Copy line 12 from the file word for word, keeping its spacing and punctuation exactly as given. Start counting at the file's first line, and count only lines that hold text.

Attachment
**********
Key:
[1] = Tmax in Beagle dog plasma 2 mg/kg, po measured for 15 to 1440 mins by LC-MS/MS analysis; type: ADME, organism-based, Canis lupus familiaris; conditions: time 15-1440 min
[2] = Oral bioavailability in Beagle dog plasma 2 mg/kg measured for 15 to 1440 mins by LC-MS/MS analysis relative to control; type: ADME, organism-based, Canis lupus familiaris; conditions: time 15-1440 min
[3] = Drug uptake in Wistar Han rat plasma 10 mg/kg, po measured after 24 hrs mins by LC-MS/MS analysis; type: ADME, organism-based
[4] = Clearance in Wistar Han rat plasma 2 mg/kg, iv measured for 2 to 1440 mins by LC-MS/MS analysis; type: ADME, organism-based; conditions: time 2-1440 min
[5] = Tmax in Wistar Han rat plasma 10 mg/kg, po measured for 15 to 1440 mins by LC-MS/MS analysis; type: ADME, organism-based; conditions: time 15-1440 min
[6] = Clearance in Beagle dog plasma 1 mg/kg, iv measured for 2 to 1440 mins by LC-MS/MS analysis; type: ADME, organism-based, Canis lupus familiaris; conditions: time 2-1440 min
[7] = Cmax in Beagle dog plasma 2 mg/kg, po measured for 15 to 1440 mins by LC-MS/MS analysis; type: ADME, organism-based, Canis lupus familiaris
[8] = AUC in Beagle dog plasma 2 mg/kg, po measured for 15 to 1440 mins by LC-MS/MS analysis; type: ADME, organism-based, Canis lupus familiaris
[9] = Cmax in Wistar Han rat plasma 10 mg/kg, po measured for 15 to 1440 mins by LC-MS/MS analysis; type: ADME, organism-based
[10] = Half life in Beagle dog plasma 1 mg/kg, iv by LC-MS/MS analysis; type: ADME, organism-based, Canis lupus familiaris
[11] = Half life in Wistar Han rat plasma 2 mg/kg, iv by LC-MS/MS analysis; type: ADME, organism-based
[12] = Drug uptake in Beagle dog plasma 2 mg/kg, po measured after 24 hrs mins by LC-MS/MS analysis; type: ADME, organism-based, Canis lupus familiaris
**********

[11] = Half life in Wistar Han rat plasma 2 mg/kg, iv by LC-MS/MS analysis; type: ADME, organism-based